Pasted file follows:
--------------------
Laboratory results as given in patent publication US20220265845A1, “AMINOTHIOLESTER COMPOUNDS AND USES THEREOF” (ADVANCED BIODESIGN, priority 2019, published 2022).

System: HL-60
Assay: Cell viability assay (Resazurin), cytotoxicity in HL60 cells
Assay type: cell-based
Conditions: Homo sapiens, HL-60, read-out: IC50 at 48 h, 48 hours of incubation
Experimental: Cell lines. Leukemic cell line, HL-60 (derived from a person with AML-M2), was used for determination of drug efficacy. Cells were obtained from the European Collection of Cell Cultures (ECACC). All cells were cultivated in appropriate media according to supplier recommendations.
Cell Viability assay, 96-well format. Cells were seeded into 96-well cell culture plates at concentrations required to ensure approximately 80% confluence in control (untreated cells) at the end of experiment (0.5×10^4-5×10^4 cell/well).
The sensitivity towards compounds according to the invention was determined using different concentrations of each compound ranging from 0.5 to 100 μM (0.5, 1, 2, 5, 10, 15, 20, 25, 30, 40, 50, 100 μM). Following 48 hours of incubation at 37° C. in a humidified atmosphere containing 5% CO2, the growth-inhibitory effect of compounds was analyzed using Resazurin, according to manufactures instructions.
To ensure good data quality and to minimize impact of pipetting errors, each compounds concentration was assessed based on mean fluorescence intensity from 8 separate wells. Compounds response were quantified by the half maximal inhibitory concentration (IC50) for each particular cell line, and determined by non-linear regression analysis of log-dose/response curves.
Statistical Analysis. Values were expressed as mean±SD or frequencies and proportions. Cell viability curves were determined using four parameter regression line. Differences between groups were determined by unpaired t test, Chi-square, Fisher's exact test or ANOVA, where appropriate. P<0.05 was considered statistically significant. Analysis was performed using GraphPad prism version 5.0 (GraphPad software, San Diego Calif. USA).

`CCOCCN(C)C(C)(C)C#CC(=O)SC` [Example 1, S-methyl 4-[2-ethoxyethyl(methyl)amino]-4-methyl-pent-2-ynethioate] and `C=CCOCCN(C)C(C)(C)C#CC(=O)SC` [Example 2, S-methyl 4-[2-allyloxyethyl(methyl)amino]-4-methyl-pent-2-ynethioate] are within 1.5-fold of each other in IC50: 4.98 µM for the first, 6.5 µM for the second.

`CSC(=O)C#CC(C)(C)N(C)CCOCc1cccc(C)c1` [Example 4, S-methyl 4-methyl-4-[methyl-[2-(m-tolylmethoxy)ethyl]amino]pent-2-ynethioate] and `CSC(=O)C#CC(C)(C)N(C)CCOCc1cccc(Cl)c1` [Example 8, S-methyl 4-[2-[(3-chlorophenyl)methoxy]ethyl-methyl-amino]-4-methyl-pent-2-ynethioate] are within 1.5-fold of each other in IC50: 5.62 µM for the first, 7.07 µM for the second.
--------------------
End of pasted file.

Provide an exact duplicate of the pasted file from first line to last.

Laboratory results as given in patent publication US20220265845A1, “AMINOTHIOLESTER COMPOUNDS AND USES THEREOF” (ADVANCED BIODESIGN, priority 2019, published 2022).

System: HL-60
Assay: Cell viability assay (Resazurin), cytotoxicity in HL60 cells
Assay type: cell-based
Conditions: Homo sapiens, HL-60, read-out: IC50 at 48 h, 48 hours of incubation
Experimental: Cell lines. Leukemic cell line, HL-60 (derived from a person with AML-M2), was used for determination of drug efficacy. Cells were obtained from the European Collection of Cell Cultures (ECACC). All cells were cultivated in appropriate media according to supplier recommendations.
Cell Viability assay, 96-well format. Cells were seeded into 96-well cell culture plates at concentrations required to ensure approximately 80% confluence in control (untreated cells) at the end of experiment (0.5×10^4-5×10^4 cell/well).
The sensitivity towards compounds according to the invention was determined using different concentrations of each compound ranging from 0.5 to 100 μM (0.5, 1, 2, 5, 10, 15, 20, 25, 30, 40, 50, 100 μM). Following 48 hours of incubation at 37° C. in a humidified atmosphere containing 5% CO2, the growth-inhibitory effect of compounds was analyzed using Resazurin, according to manufactures instructions.
To ensure good data quality and to minimize impact of pipetting errors, each compounds concentration was assessed based on mean fluorescence intensity from 8 separate wells. Compounds response were quantified by the half maximal inhibitory concentration (IC50) for each particular cell line, and determined by non-linear regression analysis of log-dose/response curves.
Statistical Analysis. Values were expressed as mean±SD or frequencies and proportions. Cell viability curves were determined using four parameter regression line. Differences between groups were determined by unpaired t test, Chi-square, Fisher's exact test or ANOVA, where appropriate. P<0.05 was considered statistically significant. Analysis was performed using GraphPad prism version 5.0 (GraphPad software, San Diego Calif. USA).

`CCOCCN(C)C(C)(C)C#CC(=O)SC` [Example 1, S-methyl 4-[2-ethoxyethyl(methyl)amino]-4-methyl-pent-2-ynethioate] and `C=CCOCCN(C)C(C)(C)C#CC(=O)SC` [Example 2, S-methyl 4-[2-allyloxyethyl(methyl)amino]-4-methyl-pent-2-ynethioate] are within 1.5-fold of each other in IC50: 4.98 µM for the first, 6.5 µM for the second.

`CSC(=O)C#CC(C)(C)N(C)CCOCc1cccc(C)c1` [Example 4, S-methyl 4-methyl-4-[methyl-[2-(m-tolylmethoxy)ethyl]amino]pent-2-ynethioate] and `CSC(=O)C#CC(C)(C)N(C)CCOCc1cccc(Cl)c1` [Example 8, S-methyl 4-[2-[(3-chlorophenyl)methoxy]ethyl-methyl-amino]-4-methyl-pent-2-ynethioate] are within 1.5-fold of each other in IC50: 5.62 µM for the first, 7.07 µM for the second.